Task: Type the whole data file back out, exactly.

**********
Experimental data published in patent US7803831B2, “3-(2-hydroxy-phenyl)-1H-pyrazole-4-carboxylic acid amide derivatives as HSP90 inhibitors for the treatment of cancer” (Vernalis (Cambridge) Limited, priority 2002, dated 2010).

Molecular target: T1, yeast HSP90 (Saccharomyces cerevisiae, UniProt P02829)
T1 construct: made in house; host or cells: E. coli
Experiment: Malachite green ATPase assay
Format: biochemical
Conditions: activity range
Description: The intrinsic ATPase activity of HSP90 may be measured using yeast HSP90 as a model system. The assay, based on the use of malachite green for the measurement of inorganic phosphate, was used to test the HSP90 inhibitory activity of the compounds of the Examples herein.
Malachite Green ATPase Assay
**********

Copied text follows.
Experimental data published in patent US7803831B2, “3-(2-hydroxy-phenyl)-1H-pyrazole-4-carboxylic acid amide derivatives as HSP90 inhibitors for the treatment of cancer” (Vernalis (Cambridge) Limited, priority 2002, dated 2010).

Molecular target: T1, yeast HSP90 (Saccharomyces cerevisiae, UniProt P02829)
T1 construct: made in house; host or cells: E. coli
Experiment: Malachite green ATPase assay
Format: biochemical
Conditions: activity range
Description: The intrinsic ATPase activity of HSP90 may be measured using yeast HSP90 as a model system. The assay, based on the use of malachite green for the measurement of inorganic phosphate, was used to test the HSP90 inhibitory activity of the compounds of the Examples herein.
Malachite Green ATPase Assay